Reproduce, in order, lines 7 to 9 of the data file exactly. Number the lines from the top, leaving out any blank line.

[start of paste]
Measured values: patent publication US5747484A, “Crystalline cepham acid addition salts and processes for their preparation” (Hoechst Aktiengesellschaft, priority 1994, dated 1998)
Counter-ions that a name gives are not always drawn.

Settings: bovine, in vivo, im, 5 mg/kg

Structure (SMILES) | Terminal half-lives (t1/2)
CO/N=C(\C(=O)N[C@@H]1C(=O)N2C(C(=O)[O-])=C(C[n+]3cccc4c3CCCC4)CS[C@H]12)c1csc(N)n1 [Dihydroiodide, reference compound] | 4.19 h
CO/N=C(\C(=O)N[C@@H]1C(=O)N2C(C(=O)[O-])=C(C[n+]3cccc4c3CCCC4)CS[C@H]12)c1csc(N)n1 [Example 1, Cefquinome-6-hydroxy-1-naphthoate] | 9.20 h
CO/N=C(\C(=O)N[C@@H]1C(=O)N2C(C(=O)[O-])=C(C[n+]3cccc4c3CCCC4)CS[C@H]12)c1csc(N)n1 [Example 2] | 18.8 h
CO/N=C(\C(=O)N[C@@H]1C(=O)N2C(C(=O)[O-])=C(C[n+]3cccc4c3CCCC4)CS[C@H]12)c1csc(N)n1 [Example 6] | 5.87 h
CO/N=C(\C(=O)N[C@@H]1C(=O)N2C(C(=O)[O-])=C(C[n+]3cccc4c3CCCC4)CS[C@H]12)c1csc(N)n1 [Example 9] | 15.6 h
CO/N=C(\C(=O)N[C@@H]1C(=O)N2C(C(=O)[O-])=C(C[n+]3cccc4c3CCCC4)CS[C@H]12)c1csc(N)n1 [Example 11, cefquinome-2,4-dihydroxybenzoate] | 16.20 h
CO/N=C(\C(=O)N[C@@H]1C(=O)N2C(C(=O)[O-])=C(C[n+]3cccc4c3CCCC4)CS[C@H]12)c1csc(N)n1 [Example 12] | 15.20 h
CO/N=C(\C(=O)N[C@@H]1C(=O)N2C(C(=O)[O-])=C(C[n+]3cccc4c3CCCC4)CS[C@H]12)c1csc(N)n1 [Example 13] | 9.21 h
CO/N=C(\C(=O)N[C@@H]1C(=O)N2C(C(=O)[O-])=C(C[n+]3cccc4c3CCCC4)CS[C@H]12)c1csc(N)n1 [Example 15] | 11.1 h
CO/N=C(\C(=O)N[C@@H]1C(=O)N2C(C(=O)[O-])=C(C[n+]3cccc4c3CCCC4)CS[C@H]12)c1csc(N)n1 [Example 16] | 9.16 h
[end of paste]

CO/N=C(\C(=O)N[C@@H]1C(=O)N2C(C(=O)[O-])=C(C[n+]3cccc4c3CCCC4)CS[C@H]12)c1csc(N)n1 [Example 2] | 18.8 h
CO/N=C(\C(=O)N[C@@H]1C(=O)N2C(C(=O)[O-])=C(C[n+]3cccc4c3CCCC4)CS[C@H]12)c1csc(N)n1 [Example 6] | 5.87 h
CO/N=C(\C(=O)N[C@@H]1C(=O)N2C(C(=O)[O-])=C(C[n+]3cccc4c3CCCC4)CS[C@H]12)c1csc(N)n1 [Example 9] | 15.6 h